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Expedition to Mount Elba and Longview
March 30, 1864
Lieutenant Grover Young, Lieutenant Frank M. Greathouse (US); Unknown (CS)
Elements of the First Indiana Cavalry and Fifth Kansas Cavalry (US); Unknown (CS)
None (US); 260 captured (CS)
Longview, situated in the northwest corner of Ashley County on the Saline River, was an important transportation hub for antebellum Arkansans. When the Civil War broke out, it became even more important due to both armies’ desperate need of transportation routes for military operations. River routes were especially important in Arkansas, which had only thirty-eight miles of railroad tracks at the start of the war, the fewest of any Confederate state. By 1864, Union forces had captured the northern two-thirds of Arkansas, and the bulk of the remaining Confederate troops in the state had retreated to camps near Camden (Ouachita County). A Confederate pontoon bridge built over the Saline River at Longview made the town a crucial link between Confederate forces in Camden and the port of Gaines’ Landing on the Mississippi River.
Colonel Powell Clayton, commander of the Union garrison at Pine Bluff (Jefferson County), received a report on March 27, 1864, indicating that Confederate troops under Brigadier General Thomas Dockery were preparing to move out of Monticello (Drew County). Clayton judged that Dockery would move toward Camden, crossing the Saline River at Mount Elba (Cleveland County). He determined to place his infantry and artillery there, while at the same time sending a detachment of cavalry to Longview via Warren (Bradley County) to destroy the Confederate pontoon bridge there.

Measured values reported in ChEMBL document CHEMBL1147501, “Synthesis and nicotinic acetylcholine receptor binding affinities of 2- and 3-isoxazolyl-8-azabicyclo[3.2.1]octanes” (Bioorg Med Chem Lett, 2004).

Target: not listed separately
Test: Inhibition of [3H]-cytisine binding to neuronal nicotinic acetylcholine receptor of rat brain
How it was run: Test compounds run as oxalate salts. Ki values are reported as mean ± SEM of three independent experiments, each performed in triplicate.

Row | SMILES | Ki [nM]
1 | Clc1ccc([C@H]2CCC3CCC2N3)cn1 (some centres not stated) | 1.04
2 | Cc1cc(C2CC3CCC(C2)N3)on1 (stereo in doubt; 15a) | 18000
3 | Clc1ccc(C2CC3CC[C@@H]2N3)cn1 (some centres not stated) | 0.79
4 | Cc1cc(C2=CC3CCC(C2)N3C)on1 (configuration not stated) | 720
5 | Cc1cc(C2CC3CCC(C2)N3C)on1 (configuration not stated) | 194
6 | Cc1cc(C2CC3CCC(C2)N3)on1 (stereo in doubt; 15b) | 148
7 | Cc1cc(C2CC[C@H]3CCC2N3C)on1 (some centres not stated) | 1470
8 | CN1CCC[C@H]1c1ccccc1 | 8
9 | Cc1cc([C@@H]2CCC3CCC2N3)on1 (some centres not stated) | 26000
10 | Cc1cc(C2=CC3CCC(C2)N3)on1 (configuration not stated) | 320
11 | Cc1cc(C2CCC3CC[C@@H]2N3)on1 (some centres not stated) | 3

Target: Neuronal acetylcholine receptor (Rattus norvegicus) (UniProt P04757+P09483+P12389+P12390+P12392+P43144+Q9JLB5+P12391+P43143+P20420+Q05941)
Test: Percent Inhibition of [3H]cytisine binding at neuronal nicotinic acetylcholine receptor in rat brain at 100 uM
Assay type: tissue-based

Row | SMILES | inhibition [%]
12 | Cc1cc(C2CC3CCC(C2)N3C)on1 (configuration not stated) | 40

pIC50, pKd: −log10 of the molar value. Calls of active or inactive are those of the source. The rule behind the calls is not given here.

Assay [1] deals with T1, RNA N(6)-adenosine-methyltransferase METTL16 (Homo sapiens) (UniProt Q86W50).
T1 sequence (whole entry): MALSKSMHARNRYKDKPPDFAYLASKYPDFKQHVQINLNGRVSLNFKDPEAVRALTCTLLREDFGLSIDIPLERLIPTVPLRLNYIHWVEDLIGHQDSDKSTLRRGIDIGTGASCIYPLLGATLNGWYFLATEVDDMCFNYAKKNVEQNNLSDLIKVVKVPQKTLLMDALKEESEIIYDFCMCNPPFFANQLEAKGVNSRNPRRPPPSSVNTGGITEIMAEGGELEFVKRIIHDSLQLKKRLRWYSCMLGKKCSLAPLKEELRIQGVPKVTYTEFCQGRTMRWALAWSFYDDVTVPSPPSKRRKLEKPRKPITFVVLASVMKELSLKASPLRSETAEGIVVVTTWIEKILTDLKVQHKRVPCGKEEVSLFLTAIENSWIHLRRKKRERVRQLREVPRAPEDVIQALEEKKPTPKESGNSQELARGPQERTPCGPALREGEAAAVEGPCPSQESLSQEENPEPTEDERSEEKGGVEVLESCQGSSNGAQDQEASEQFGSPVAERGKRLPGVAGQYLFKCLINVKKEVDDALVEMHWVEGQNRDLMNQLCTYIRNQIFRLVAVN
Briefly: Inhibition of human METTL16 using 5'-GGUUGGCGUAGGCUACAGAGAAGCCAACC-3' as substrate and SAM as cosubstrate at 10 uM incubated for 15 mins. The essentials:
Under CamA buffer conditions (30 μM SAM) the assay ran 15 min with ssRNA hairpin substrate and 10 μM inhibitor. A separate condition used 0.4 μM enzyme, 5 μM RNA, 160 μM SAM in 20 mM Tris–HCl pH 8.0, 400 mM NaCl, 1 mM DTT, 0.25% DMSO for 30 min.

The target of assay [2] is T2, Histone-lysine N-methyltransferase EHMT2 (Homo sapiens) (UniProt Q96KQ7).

Lieutenants Grover Young and Frank M. Greathouse reached Warren at around midnight on March 30, 1864, with 100 picked men from the First Indiana Cavalry and Fifth Kansas Cavalry. Proceeding down the road toward Longview, they took several prisoners, from whom they learned that there was a large wagon train at the Saline River crossing. The Union horsemen arrived at Longview undetected under cover of darkness, charged into the enemy camp, and demanded a surrender. The Rebels, having been taken completely by surprise, immediately acquiesced. The Federals rounded up their prisoners, destroyed the bridge, and burned thirty-five Confederate wagons loaded with supplies and ammunition.
The raid was a complete Union success. Traveling eighty miles in twenty-four hours, the Union cavalrymen accomplished their objective of destroying the bridge and captured 260 prisoners and 300 horses and mules, along with a payroll chest containing over $60,000. They also helped several slaves escape to the safety of Union lines. Young and Greathouse were commended “for their gallantry, energy, and skill” in Col. Clayton’s account of the Mount Elba and Longview expedition. “The Long View raid,” wrote Clayton, “reflects the highest credit to Lieutenants Greathouse and Young, and for brilliancy and success is almost without a parallel.”
For additional information:Etheridge, Y. W. History of Ashley County, Arkansas. Van Buren, AR: Press Argus, 1959.
The War of the Rebellion: A Compilation of the Official Records of the Union and Confederate Armies. Series I, Vol. 34. Washington DC: Government Printing Office, 1891.
Roy Wisecarver IIICrossett, Arkansas
Last Updated 11/26/2012
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